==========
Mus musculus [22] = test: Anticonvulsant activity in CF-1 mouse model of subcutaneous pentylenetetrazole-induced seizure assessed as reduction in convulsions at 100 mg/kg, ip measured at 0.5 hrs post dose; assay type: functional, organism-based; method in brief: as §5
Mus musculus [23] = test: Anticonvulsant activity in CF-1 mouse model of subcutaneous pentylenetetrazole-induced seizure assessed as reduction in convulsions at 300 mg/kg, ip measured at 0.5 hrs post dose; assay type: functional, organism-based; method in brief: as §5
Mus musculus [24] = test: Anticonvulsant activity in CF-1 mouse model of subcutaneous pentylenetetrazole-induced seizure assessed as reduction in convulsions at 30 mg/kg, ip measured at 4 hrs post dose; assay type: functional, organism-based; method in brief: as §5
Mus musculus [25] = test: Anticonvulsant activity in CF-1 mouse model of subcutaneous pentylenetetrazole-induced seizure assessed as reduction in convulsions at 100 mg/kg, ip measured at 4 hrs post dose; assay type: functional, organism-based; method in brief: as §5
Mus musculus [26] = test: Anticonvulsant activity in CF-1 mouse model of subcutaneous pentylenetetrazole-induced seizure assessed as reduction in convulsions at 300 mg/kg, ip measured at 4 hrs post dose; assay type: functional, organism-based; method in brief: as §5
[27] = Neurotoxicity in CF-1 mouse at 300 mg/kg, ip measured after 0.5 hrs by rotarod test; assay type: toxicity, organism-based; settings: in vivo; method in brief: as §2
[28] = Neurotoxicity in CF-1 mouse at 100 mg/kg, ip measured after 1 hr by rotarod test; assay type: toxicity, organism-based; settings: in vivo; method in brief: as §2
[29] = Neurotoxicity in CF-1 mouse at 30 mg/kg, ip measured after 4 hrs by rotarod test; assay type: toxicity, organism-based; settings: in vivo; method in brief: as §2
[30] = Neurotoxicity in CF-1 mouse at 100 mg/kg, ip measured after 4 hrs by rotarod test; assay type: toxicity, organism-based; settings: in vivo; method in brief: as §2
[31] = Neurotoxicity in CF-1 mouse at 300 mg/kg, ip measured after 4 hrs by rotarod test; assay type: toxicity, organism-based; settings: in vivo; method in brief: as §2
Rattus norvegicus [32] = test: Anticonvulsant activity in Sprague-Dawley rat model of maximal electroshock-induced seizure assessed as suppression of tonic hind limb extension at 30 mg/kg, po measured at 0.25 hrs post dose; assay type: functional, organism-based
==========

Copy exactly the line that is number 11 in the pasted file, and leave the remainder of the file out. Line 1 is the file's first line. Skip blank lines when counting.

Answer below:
Rattus norvegicus [32] = test: Anticonvulsant activity in Sprague-Dawley rat model of maximal electroshock-induced seizure assessed as suppression of tonic hind limb extension at 30 mg/kg, po measured at 0.25 hrs post dose; assay type: functional, organism-based